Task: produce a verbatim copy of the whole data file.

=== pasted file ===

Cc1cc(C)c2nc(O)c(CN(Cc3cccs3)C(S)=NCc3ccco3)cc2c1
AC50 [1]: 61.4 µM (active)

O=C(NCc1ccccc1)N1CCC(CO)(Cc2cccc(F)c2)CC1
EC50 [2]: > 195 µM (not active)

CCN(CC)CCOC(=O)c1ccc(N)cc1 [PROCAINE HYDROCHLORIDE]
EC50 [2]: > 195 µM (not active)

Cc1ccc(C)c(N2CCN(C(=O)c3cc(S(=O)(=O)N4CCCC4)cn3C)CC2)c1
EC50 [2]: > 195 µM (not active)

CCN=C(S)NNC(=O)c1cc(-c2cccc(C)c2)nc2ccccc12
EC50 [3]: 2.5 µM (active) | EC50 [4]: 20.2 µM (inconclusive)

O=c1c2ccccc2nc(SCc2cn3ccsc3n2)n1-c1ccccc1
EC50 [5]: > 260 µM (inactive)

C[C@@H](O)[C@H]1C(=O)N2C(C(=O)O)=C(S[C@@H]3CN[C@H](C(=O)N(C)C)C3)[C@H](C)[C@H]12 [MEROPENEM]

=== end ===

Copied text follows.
Cc1cc(C)c2nc(O)c(CN(Cc3cccs3)C(S)=NCc3ccco3)cc2c1
AC50 [1]: 61.4 µM (active)

O=C(NCc1ccccc1)N1CCC(CO)(Cc2cccc(F)c2)CC1
EC50 [2]: > 195 µM (not active)

CCN(CC)CCOC(=O)c1ccc(N)cc1 [PROCAINE HYDROCHLORIDE]
EC50 [2]: > 195 µM (not active)

Cc1ccc(C)c(N2CCN(C(=O)c3cc(S(=O)(=O)N4CCCC4)cn3C)CC2)c1
EC50 [2]: > 195 µM (not active)

CCN=C(S)NNC(=O)c1cc(-c2cccc(C)c2)nc2ccccc12
EC50 [3]: 2.5 µM (active) | EC50 [4]: 20.2 µM (inconclusive)

O=c1c2ccccc2nc(SCc2cn3ccsc3n2)n1-c1ccccc1
EC50 [5]: > 260 µM (inactive)

C[C@@H](O)[C@H]1C(=O)N2C(C(=O)O)=C(S[C@@H]3CN[C@H](C(=O)N(C)C)C3)[C@H](C)[C@H]12 [MEROPENEM]